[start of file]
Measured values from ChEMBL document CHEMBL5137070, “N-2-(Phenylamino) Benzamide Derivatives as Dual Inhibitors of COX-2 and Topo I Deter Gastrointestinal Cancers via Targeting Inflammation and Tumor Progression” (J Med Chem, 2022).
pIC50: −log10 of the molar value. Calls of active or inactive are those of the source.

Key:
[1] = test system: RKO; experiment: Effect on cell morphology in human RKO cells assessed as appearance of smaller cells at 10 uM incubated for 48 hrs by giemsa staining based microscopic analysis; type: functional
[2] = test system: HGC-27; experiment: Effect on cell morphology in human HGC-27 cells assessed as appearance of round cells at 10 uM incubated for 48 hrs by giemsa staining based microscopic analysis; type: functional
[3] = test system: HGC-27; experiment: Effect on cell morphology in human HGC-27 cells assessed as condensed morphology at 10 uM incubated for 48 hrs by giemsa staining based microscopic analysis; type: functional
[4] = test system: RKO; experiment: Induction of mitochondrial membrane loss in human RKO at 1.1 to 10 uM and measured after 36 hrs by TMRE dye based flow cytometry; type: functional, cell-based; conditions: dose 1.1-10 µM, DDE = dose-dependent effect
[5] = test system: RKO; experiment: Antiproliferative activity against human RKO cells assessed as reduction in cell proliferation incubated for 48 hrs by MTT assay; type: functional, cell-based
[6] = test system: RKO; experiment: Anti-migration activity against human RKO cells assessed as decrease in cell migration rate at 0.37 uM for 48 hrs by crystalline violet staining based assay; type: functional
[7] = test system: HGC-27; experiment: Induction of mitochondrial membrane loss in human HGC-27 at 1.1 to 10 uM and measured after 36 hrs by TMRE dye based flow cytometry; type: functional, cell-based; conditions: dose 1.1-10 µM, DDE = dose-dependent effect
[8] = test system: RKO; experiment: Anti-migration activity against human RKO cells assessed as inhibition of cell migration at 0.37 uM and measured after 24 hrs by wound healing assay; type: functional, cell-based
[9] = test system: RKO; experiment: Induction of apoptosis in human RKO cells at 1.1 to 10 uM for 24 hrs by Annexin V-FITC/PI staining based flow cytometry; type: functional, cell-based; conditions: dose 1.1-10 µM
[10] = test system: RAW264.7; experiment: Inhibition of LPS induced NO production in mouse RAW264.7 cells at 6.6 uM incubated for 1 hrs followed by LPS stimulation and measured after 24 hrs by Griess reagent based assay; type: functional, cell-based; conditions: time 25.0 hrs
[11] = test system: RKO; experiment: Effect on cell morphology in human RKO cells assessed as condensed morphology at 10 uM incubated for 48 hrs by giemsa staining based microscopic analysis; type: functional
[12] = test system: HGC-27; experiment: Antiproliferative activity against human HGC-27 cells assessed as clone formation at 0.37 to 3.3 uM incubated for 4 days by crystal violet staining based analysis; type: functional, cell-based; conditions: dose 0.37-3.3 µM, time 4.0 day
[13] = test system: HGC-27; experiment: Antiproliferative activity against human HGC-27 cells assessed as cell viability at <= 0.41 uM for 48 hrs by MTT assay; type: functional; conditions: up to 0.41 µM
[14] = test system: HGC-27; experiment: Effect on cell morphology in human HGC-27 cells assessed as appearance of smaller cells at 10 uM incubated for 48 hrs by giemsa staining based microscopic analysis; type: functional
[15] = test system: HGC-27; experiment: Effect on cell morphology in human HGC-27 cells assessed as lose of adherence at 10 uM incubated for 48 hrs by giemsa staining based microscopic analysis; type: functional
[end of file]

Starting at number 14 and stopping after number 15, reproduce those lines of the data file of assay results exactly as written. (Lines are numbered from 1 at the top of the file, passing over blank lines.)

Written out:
[11] = test system: RKO; experiment: Effect on cell morphology in human RKO cells assessed as condensed morphology at 10 uM incubated for 48 hrs by giemsa staining based microscopic analysis; type: functional
[12] = test system: HGC-27; experiment: Antiproliferative activity against human HGC-27 cells assessed as clone formation at 0.37 to 3.3 uM incubated for 4 days by crystal violet staining based analysis; type: functional, cell-based; conditions: dose 0.37-3.3 µM, time 4.0 day